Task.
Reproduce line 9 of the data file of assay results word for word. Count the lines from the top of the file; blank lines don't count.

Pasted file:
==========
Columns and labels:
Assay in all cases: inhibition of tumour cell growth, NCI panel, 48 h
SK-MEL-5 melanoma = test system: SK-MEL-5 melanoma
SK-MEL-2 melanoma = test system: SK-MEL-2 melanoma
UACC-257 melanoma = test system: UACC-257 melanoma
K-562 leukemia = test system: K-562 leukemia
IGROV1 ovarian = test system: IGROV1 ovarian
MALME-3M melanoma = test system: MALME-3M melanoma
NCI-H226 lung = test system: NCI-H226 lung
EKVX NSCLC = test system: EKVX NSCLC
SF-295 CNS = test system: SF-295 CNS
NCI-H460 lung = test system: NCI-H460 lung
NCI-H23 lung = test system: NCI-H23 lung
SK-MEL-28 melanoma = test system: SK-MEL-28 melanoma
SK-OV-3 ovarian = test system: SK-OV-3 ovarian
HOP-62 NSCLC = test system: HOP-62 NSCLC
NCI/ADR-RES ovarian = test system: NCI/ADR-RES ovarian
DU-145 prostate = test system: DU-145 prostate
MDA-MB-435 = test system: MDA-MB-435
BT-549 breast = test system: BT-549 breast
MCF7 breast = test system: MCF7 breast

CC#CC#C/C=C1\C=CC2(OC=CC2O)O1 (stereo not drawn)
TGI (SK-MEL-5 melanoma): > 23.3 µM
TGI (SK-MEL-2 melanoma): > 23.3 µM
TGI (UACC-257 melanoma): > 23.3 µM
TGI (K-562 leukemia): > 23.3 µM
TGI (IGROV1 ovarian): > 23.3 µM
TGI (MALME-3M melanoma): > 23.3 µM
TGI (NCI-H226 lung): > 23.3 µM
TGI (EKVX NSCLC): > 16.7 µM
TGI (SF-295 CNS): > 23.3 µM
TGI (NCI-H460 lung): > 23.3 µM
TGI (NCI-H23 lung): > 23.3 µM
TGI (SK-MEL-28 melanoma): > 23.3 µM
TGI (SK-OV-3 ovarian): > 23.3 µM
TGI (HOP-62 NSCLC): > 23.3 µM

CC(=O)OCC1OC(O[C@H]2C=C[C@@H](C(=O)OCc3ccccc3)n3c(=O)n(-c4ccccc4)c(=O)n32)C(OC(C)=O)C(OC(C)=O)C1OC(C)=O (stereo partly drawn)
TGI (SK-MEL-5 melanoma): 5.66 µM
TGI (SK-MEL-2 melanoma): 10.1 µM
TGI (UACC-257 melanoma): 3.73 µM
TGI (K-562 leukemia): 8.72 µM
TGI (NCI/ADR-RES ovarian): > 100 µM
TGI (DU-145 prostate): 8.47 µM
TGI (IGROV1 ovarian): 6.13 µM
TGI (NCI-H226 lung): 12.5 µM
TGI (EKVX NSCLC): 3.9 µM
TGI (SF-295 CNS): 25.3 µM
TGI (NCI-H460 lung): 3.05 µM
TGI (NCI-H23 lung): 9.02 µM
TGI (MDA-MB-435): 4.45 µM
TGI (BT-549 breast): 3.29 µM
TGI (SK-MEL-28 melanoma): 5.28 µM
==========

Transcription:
NCI-H226 lung = test system: NCI-H226 lung